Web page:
If any network interface cards have been detected in the SUSE Linux 10 system, you will be asked to configure them for network access (see Figure 1-22). By default, YaST sets the first Ethernet card it finds as your system's primary Ethernet interface and assigns it an address that is configured via the Dynamic Host Configuration Protocol (DHCP).
By submitting your email address, you agree to receive emails regarding relevant topic offers from TechTarget and its partners. You can withdraw your consent at any time. Contact TechTarget at 275 Grove Street, Newton, MA.
You can find discussions about DHCP servers in Chapter 20.
For most people using SUSE Linux 10 in a business environment, a DHCP server may already be running, and an address, domain name system (DNS) server list, and router configuration will already be available. Home users and users setting up a server system will find it necessary to configure these details manually. Home users with simple broadband or dial-up connections often automatically receive this information from their Internet service providers (ISPs) and therefore may not need to change these settings.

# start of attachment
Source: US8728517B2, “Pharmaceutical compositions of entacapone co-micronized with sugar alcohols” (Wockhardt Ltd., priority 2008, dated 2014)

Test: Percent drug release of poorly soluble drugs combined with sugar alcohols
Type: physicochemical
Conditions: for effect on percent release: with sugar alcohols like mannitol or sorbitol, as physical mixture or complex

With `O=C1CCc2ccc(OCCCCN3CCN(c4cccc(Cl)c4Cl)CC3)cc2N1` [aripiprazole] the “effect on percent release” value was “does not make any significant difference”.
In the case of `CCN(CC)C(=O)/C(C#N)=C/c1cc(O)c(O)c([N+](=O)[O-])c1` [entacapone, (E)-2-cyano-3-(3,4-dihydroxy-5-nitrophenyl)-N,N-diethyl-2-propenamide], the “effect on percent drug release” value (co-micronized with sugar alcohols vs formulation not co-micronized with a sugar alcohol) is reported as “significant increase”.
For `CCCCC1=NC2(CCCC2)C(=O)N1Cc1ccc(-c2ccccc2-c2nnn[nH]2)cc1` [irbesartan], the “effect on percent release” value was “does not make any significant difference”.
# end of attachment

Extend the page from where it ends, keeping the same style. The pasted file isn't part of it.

To change the network card's configuration, click "Network Interfaces" and select the network card in question (if you have multiple network cards), and click the Edit button. A screen similar to the one shown in Figure 1-23 appears. In this example configuration, we set the IP address of the network card to 192.168.0.1/255.255.255.0, with a router/gateway of 192.168.0.8 and a DNS server of 192.168.0.254. If you are unfamiliar with these terms at this stage, see Chapter 6 for additional information.
To change the network card's configuration from automatic to manual, select Static address setup. This enables you to edit the IP and subnet mask fields. As you can see in Figure 1-23, we have set the IP address/netmask to that of the SUSE Linux network configuration we talked about in the preceding paragraph.
Running your SUSE 10 installation
Step 1: Configuring your root password
Step 2: Configuring your network access
Step 3: Setting up your host and DNS addresses
Step 4: Configuring the default gateway
Step 5: Testing your connection and online updates
Step 6: Configuring your modem
Step 7: ISDN and ADSL connections
Step 8: Adding a new user
Step 9: SuSEconfig
Step 10: Reviewing the release notes
Step 11: Configuring your hardware
Step 12: Graphics and sound card configuration
The above tip on SUSE Linux network configuration is excerpted from from Chapter 1, "Installing SUSE 10" our original excerpt of The SUSE Linux 10 Bible by Justin Davies, courtesy of Wiley Publishing. This chapter explains how to successfully install SUSE 10 on your box. Find it helpful? Buy it on Amazon.